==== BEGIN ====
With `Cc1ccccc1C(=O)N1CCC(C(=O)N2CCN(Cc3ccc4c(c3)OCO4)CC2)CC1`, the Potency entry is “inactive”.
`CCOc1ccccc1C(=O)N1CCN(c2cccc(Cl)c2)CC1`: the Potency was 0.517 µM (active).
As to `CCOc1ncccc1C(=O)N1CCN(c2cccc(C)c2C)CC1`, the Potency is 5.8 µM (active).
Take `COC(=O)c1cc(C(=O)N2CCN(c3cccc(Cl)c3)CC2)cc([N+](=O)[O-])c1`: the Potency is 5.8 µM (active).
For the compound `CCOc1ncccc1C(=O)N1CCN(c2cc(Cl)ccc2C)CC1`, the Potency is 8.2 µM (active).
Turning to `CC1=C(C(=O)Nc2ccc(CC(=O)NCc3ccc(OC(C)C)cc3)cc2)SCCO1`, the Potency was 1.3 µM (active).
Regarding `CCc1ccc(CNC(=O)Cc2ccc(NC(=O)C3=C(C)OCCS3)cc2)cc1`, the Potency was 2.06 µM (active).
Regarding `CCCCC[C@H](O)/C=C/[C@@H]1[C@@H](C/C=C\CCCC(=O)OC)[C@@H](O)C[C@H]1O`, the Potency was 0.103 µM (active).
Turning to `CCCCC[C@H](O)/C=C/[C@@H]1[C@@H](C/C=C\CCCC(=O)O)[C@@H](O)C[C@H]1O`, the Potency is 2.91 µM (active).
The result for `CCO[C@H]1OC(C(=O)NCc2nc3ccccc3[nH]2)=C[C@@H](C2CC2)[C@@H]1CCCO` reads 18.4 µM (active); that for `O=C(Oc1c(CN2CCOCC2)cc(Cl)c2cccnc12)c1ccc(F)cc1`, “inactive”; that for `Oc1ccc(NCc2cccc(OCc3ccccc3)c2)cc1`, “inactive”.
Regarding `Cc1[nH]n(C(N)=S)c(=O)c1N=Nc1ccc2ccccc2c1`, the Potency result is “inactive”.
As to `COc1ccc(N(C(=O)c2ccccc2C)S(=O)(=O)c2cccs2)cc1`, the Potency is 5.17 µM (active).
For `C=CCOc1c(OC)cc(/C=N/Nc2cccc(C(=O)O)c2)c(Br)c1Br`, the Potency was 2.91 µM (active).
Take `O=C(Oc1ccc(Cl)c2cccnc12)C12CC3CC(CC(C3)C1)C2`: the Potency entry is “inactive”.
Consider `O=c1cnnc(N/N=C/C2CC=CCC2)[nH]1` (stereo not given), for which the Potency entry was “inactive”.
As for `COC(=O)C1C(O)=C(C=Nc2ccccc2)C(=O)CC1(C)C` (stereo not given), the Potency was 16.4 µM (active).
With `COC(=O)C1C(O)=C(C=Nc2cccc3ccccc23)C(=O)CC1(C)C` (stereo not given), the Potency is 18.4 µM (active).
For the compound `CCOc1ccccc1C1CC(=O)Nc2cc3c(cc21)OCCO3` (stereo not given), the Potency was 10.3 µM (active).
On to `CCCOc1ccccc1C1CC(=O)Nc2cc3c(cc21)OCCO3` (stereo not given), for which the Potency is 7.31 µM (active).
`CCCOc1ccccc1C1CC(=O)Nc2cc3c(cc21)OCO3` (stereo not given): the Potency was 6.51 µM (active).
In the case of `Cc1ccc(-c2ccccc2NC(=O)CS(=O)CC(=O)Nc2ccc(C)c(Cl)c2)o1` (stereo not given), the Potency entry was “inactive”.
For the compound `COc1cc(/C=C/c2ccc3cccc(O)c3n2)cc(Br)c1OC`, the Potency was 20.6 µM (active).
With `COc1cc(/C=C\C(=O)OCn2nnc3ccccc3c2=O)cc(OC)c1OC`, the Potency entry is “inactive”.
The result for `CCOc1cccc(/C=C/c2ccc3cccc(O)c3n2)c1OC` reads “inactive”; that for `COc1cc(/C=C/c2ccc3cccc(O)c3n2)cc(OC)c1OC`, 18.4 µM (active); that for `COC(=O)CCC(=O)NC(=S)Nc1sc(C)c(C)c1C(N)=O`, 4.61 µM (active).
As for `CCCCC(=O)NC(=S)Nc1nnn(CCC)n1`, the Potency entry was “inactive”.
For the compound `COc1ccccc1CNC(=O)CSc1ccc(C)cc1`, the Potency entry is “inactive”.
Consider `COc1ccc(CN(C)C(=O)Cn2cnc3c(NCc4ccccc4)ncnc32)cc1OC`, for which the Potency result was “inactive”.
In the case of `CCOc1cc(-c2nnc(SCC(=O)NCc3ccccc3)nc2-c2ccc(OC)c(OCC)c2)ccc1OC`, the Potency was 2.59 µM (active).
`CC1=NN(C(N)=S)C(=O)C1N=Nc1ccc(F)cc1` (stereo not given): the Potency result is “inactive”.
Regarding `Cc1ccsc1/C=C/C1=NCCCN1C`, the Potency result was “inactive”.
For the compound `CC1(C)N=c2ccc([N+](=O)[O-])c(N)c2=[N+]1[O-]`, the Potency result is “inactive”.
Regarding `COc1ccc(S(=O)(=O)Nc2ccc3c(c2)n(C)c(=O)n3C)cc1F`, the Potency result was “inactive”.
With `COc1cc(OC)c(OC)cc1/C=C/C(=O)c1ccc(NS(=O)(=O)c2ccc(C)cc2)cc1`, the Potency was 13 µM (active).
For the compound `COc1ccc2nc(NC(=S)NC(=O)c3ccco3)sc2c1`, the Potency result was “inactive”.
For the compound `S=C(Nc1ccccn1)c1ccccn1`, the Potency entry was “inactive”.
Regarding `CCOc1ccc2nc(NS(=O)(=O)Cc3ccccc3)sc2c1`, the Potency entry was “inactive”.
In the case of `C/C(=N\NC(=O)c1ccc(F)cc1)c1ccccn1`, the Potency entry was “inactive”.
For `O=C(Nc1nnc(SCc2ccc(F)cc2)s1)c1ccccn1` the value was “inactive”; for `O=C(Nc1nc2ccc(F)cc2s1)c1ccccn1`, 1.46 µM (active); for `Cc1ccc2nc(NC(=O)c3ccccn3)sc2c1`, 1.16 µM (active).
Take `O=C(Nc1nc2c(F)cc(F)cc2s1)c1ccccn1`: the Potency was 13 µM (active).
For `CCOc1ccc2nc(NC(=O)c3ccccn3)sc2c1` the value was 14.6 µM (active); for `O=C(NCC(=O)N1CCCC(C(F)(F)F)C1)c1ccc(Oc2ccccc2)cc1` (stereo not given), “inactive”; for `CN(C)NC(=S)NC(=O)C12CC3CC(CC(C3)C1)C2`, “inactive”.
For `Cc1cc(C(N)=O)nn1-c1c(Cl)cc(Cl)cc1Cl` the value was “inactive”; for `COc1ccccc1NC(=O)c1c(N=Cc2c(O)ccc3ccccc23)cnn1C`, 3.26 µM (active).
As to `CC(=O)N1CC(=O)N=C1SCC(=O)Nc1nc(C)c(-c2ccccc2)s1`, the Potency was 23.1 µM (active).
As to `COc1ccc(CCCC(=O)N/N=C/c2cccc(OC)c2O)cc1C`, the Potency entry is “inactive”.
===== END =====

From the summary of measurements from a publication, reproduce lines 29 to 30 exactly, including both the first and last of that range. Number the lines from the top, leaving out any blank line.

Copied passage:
`CC1=NN(C(N)=S)C(=O)C1N=Nc1ccc(F)cc1` (stereo not given): the Potency result is “inactive”.
Regarding `Cc1ccsc1/C=C/C1=NCCCN1C`, the Potency result was “inactive”.